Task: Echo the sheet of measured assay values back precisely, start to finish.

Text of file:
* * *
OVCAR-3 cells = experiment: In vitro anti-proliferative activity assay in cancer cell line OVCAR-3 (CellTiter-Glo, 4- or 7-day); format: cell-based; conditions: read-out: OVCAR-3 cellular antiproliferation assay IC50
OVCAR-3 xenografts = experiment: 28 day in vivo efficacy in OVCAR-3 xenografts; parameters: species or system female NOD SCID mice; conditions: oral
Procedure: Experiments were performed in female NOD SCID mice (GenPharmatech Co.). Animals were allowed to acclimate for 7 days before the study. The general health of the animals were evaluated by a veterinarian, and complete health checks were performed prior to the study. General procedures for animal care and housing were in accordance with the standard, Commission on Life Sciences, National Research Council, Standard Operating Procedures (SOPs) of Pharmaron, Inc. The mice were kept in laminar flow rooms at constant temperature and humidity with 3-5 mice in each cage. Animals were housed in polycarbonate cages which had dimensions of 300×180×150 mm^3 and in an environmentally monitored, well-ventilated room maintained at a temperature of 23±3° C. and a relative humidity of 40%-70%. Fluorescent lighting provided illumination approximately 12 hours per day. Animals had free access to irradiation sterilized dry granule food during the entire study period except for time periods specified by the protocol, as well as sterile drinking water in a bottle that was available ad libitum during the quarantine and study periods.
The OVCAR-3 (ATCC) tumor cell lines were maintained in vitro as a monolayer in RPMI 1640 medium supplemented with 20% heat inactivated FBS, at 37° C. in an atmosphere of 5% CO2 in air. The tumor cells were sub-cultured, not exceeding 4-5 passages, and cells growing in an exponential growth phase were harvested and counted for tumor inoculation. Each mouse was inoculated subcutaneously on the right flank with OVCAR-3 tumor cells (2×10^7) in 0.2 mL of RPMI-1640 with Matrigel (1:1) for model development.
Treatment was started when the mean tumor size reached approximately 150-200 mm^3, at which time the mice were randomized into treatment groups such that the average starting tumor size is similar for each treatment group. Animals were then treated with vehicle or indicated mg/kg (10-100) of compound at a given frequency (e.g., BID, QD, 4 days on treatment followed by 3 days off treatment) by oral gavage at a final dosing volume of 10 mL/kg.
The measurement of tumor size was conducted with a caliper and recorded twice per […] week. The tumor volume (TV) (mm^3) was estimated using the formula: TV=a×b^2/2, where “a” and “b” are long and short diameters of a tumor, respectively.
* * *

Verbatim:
OVCAR-3 cells = experiment: In vitro anti-proliferative activity assay in cancer cell line OVCAR-3 (CellTiter-Glo, 4- or 7-day); format: cell-based; conditions: read-out: OVCAR-3 cellular antiproliferation assay IC50
OVCAR-3 xenografts = experiment: 28 day in vivo efficacy in OVCAR-3 xenografts; parameters: species or system female NOD SCID mice; conditions: oral
Procedure: Experiments were performed in female NOD SCID mice (GenPharmatech Co.). Animals were allowed to acclimate for 7 days before the study. The general health of the animals were evaluated by a veterinarian, and complete health checks were performed prior to the study. General procedures for animal care and housing were in accordance with the standard, Commission on Life Sciences, National Research Council, Standard Operating Procedures (SOPs) of Pharmaron, Inc. The mice were kept in laminar flow rooms at constant temperature and humidity with 3-5 mice in each cage. Animals were housed in polycarbonate cages which had dimensions of 300×180×150 mm^3 and in an environmentally monitored, well-ventilated room maintained at a temperature of 23±3° C. and a relative humidity of 40%-70%. Fluorescent lighting provided illumination approximately 12 hours per day. Animals had free access to irradiation sterilized dry granule food during the entire study period except for time periods specified by the protocol, as well as sterile drinking water in a bottle that was available ad libitum during the quarantine and study periods.
The OVCAR-3 (ATCC) tumor cell lines were maintained in vitro as a monolayer in RPMI 1640 medium supplemented with 20% heat inactivated FBS, at 37° C. in an atmosphere of 5% CO2 in air. The tumor cells were sub-cultured, not exceeding 4-5 passages, and cells growing in an exponential growth phase were harvested and counted for tumor inoculation. Each mouse was inoculated subcutaneously on the right flank with OVCAR-3 tumor cells (2×10^7) in 0.2 mL of RPMI-1640 with Matrigel (1:1) for model development.
Treatment was started when the mean tumor size reached approximately 150-200 mm^3, at which time the mice were randomized into treatment groups such that the average starting tumor size is similar for each treatment group. Animals were then treated with vehicle or indicated mg/kg (10-100) of compound at a given frequency (e.g., BID, QD, 4 days on treatment followed by 3 days off treatment) by oral gavage at a final dosing volume of 10 mL/kg.
The measurement of tumor size was conducted with a caliper and recorded twice per […] week. The tumor volume (TV) (mm^3) was estimated using the formula: TV=a×b^2/2, where “a” and “b” are long and short diameters of a tumor, respectively.